As a parent, I’m constantly trying to teach my kids that physical violence and retaliation are escalating behaviors that might make you feel better in the moment- but moments later prove themselves to have not just “not solved” a problem, but in fact make your problems worse.
“Don’t hit your sister“, I tell my son.
“But SHE called me a poopy-head”
“So now, instead of telling your mom, and your sister going to her room- you both get to go to your room. Do you think hitting her made your life easier?”
Violence begets violence. Retaliation begets more retaliation. The world is not always going to spin in the direction you want it to and sometimes you are going to have to deal with things that make you frustrated and angry. There are lots of reasonable, logical, and moral ways to deal with the feeling that you have been slighted. As a parent, I understand that the toolkit for dealing with these feelings isn’t always available to my ten year old, let alone my seven year old- and certainly not my three year old. But it’s my job– as a parent, a teacher, a mentor- to give my kids the tools necessary to make better decisions and ultimately be better people.
I’ve had this talk with all of my kids at one time or another. It’s a little different depending on their age and the context of what they are angry about. You can’t tell a three year old to question whether a slight was really that important and hurtful that it even deserves your attention, but you can tell them to come to their parent when they are frustrated. Likewise, by ten years old you would want your child attempting on their own other strategies rather than just running to a parent every time something goes awry. Different situations call for different lessons.
All good teachers know this.
The Pope is having this talk with his flock right now. Except, he’s not telling them to avoid physical violence. He’s not telling
them to avoid the cycle of retaliation. He’s telling them that that is a reasonable consequence that someone who slights you ought to expect.
“If my good friend Dr Gasparri says a curse word against my mother, he can expect a punch,” Francis said while pretending to throw a punch in his direction. He added: “It’s normal. You cannot provoke. You cannot insult the faith of others. You cannot make fun of the faith of others.”
Faith is sacred. It is sacrosanct. It’s totally off limits. You can’t insult it. Or someone’s mama. Whatever you do, don’t make fun of someone’s mama. ( And I assume, as a consequence, REALLY don’t make fun of the faith of someone’s mama)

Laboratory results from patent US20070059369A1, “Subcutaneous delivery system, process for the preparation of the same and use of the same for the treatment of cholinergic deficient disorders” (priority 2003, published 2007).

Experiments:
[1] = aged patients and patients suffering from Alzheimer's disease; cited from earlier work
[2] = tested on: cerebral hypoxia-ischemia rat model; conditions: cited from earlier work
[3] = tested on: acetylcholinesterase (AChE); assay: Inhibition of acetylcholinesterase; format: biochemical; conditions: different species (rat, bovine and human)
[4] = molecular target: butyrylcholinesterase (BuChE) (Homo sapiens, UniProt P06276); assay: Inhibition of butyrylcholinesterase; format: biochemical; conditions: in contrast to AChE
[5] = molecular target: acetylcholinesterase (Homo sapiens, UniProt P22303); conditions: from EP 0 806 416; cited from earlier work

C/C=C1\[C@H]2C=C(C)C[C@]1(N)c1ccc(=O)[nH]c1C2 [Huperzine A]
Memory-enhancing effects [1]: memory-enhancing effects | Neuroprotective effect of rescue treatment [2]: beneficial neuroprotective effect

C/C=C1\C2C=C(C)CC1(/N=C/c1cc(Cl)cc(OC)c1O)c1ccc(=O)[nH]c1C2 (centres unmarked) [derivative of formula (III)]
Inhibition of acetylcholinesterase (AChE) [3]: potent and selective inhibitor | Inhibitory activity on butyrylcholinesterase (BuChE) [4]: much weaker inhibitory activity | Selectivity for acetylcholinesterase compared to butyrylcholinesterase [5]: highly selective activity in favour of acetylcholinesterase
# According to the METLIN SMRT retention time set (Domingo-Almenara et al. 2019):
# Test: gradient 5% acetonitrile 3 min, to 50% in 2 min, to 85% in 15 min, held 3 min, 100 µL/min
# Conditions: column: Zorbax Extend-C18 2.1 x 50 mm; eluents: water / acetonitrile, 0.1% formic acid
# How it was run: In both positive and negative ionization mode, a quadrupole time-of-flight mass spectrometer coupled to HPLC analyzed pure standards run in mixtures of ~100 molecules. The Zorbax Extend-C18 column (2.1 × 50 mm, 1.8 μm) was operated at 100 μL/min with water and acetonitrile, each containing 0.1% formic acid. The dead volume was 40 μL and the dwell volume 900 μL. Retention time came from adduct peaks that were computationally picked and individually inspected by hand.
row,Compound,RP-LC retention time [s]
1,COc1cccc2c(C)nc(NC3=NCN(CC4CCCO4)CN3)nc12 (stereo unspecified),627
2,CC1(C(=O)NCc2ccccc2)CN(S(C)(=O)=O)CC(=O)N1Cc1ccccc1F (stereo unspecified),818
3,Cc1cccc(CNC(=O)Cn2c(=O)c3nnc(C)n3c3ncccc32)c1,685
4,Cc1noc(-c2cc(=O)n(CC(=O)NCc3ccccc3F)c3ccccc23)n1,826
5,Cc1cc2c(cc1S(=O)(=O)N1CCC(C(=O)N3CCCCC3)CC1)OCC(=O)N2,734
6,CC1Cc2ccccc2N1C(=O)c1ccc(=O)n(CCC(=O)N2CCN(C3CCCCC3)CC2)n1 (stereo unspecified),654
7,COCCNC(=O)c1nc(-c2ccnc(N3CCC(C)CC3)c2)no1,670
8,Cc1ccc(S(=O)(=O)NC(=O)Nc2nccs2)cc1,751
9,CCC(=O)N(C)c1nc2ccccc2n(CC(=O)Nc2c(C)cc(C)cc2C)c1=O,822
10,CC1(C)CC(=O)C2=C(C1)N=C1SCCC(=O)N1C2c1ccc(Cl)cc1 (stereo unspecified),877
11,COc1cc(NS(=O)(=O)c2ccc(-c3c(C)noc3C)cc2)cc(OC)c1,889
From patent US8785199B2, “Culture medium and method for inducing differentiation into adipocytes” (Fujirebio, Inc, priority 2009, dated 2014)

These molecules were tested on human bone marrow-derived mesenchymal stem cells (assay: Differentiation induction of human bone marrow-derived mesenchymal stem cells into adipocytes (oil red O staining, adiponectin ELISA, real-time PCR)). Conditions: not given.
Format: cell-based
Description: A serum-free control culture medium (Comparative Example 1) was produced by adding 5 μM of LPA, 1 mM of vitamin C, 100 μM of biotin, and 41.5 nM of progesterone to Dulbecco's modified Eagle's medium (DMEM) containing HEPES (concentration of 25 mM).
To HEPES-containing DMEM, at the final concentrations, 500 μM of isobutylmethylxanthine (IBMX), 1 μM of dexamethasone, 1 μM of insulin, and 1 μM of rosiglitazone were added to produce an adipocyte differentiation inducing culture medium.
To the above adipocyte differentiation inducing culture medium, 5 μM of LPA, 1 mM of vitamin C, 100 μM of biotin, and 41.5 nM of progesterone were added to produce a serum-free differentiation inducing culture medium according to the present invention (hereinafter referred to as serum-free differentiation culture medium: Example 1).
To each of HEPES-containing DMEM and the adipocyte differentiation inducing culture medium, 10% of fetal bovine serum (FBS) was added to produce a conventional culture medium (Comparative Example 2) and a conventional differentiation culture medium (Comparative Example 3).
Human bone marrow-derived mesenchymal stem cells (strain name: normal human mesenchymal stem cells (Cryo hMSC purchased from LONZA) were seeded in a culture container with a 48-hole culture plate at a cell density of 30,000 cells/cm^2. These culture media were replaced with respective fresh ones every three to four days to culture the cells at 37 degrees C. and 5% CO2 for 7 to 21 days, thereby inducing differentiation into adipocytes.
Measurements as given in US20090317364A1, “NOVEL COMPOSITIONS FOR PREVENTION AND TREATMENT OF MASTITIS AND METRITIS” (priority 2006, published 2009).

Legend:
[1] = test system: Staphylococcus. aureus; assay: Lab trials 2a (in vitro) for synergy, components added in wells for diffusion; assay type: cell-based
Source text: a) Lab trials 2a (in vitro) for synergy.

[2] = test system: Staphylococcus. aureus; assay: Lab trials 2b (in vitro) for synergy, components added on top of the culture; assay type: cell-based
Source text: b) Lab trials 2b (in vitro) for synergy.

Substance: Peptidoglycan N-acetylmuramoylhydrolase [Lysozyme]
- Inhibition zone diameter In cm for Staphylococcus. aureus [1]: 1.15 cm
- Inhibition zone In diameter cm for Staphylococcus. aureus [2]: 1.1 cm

There are layers upon layers of wrong going on here.
First, and perhaps the lowest hanging fruit, you don’t have faith in your mama. She tangibly exists- or at the very least existed- and the only thing particularly special about her is that she pushed you out of her uterus. She probably doesn’t care two licks that Alberto thinks she is “so ignorant that she thinks the Nicene Creed is a Prog Rock band.” You should probably just let that go and move on with your life.
Or you could punch him. That works, too.
Second, people are going to say things that you don’t like. People are going to insult things you really love and enjoy. My wife hates Star Trek, and I don’t punch her. I accept that some people really like “Pretty Little Liars” and “Gilmore Girls” more than television that makes you think. My wife and I have spirited discussions about what makes for good television, and we still go to bed together every night without reaching a consensus. You can disagree with someone and even argue with them if you think they are wrong.
Or you could punch them. That works, too.
Third, sometimes people say things that have a meaning different than you interpret. Alberto probably was using a “your momma” joke as a playful way of masculine bonding. He doesn’t really mean that your momma is so ugly that the Catholic Church suspects a second virgin birth. If you can’t interpret the sentiment of what someone is saying to you then it shows that you need more communication, not less.
Or you could punch them. That works, too.
But perhaps most disturbing of all is that Pope Francis is the “spiritual parent” of millions and millions of people. I only risk fucking up the lives of my five little children. This is a man whose words and teachings reach the whole world and are virtually gospel truth to 20% of the humans on this planet. And he is telling us that it is alright to resort to violence. It’s “normal“. These are the teachings that influence how Catholics will think about the limits of criticism. This is how Catholics will assume you deal with ideas that insult their sensibilities.
This is decidedly not how I teach my children about conflict resolution. I tell them to try to be kind, for sure. I tell them not to always expect kindness, and to recognize and reward kindness in others. Sometimes though, people will say things that you don’t like. Your brother might say that a unicorn is the least creative cryptid because it’s just a frigging horse with a horn on it’s head. “Who couldn’t dream that shit up?” he might say.
- You could just ignore it because unicorns are awesome and unicorns don’t need your brother’s approval.
- You could argue that almost all cryptids are amalgams of two animals.
- You could realize he’s just trying to get your goat (or Faun, as the case may be) and not let it get a rise out of you.
- You could tell him that dragons are just really big iguanas, so they are actually way less creative.
But you don’t ever hit your brother. Period. You don’t hit him, punch him, blow him up, shoot up his room with Kalashnikovs, throw acid in his face, stone him to death, lock him in his room indefinitely, or pinch him.
This is Parenting 101.
Too bad the Pope doesn’t see eye to eye on this point.
Maybe it’s because his momma is so bad at parenting, she thinks that the Holy See should see how long it can punch you till you say Uncle.